The Federal Nonnuclear Energy Research and Development Act of 1974 called for an economy based on the “potential for net energy.”  As market pricing insufficiently internalizes externalities such as pollution, net energy analysis factors for the thermodynamic potential sequestered in materials and the energy embodied in capital.  Net energy analysis lays the groundwork for a balanced playing field by measuring, projecting and mitigating emissions from smokestacks, tailpipes and production.

Economists have not been so hot to trot with the energy theory of value.  The gloomy scientists view net energy analysis on par with the labor theory of value, Carnot and Kelvin substituting for Marx and Engels.  Most economists posit that the market price system is most suited to provide mechanisms and incentives for optimal deployment of variable inputs, including energy in its commoditized form.

Energizers would respond that while a dollar is worth more or less any given day, a unit of heat or work is the same in 1933, 1974 or 2011.  Energy is present in all processes and minimizes the ‘apples to oranges’ conundrum by juicing and weighing variables of impacts, material, and capital.  Energy equivalents for human activities such as major surgery would have to be gauged.  While piezoelectric can harvest motion in surgery to recharge an i-Pad, that is hardly compensation for the surgeon.

Cap & trade (C&T), or cap and dividend, its populist variation, are trading regimens or schemes, as the Europeans call them.  C&T is modeled on the successful mitigation of acid rain during the administration of Bush Senior. It is designed to be a market maker for the cost of carbon embodied to one degree or another in all generation and production.  Detractors of C&T say, among things, that it would become another murky trough for the giant vampire squids of Wall Street.  Thus, last year, C&T got knee-capped by the fossil fuel shills in Congress flying under the anti-tax flag. 

The Regional Greenhouse Gas Initiative (RGGI) is a C&T program that joined ten Northeastern states.  Beginning in 2008, carbon credits auctions have financed clean energy programs like Green Jobs/Green NY.  Recently it has come under assault and been abandoned by New Jersey, other states to follow, perhaps.  The harbinger of this fallout came last fall when Koch Bros-financed Americans for Prosperity bused Tea Baggers from Jersey to lower Manhattan to protest a periodic carbon credits auction.  Given that carbon dioxide was fetching a measly $1.86 a ton, the Kochs clearly have no compunction about pulling the plug on life-support for energy efficiency.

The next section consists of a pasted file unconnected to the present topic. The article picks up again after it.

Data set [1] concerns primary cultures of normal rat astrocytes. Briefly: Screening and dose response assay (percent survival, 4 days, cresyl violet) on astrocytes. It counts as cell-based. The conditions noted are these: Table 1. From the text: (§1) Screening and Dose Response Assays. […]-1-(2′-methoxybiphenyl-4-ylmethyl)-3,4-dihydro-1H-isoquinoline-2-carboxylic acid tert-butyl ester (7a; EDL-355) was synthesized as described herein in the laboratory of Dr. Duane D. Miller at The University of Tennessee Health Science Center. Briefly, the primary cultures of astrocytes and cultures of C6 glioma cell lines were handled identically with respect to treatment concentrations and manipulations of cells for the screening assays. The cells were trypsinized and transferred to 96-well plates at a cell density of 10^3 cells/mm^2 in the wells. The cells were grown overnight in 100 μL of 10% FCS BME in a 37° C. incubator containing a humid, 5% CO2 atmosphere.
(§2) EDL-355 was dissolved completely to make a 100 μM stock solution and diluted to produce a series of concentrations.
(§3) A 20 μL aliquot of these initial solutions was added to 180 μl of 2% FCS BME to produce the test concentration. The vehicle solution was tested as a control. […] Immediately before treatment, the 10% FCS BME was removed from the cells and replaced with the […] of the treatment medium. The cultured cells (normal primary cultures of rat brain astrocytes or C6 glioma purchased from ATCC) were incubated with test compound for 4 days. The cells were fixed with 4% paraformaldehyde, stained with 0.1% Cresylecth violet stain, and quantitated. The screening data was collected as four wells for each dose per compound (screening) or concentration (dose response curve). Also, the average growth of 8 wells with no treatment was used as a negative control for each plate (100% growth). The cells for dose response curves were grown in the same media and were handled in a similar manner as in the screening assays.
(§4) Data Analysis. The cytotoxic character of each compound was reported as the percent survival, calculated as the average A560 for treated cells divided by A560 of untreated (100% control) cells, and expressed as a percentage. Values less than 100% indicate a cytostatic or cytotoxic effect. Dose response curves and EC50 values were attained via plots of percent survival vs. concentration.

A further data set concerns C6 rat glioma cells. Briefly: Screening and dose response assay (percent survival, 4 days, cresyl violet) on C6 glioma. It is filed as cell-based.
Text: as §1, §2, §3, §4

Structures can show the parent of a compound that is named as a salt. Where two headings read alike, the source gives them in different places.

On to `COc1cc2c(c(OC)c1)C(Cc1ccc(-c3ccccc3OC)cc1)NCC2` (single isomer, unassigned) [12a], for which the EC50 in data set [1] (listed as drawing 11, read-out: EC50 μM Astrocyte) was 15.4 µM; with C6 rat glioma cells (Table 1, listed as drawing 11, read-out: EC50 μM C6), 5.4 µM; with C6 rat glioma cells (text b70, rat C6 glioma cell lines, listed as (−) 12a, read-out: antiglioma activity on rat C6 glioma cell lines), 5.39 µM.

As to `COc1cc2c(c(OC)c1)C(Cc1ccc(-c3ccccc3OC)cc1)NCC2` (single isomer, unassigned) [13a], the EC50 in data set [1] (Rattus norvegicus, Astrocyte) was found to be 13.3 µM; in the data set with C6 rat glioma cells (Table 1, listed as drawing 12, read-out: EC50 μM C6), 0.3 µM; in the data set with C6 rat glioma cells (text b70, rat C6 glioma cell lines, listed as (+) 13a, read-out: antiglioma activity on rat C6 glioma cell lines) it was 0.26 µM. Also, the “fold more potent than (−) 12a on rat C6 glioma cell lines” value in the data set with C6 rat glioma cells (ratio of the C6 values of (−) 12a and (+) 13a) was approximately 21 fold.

How receptive would the Kochs and their fossil fueler cohorts be to the monetization of energy?  Fellow Libertarians like Ron Paul have been urging for decades that we bring back the gold standard.  But energy is far more fungible and, unlike gold, available in ample quantity to supplant trillions in paper currency. 

To show support for Crown Joules, how about a hangman’s noose for your rearview mirror?   I happen to have some ready to go.

Divide and Conquer: Light Bulb Freedom of Choice Act

Dorian Dale, inaugural contributor to JedMorey.com, takes on everyone from the Koch Brothers to Michelle Bachmann and offers “smash mouth” war advice – from Machiavelli to Clausewitz – to the clean energy freedom fighters.

Fukushima, mon amour, is in meltdown. In the ‘Land of the Free and the Home of the Brave’, meanwhile, Americans are waging Bulb Wars.  How do you say ‘America Syndrome’ in Japanese?* The Japanese are fighting for their lives just as Americans are fake-fighting over “Freedom of Choice.”  Notorious B.I.G (Big Invasive Government) has set about to replace those good ol’ testicular, heat-reeking bulbs with the pigtailed, puny-power variety. 

Freedom of Choice is just another catch phrase for “You’re Being Had”.  Stall&bump…pocket picked.  Divert, subvert, ka-ching.  Bulb Wars is but the latest canard designed to distract, undermine and diminish you, fellow Americans. 

Among numerous provisions in the Energy independence and Security Act of 2007 was one setting standards for more efficient lighting.  Signed into law by President George W. Bush, the act also called for a gas mileage boost to 35mpg by 2020.  While Detroit couldn’t muster the muscle to blunt that upgrade, fossil fuelers in the Senate stripped out provisions that would have provided for renewable portfolio standards via elimination of $20+ billion in oil and gas subsidies.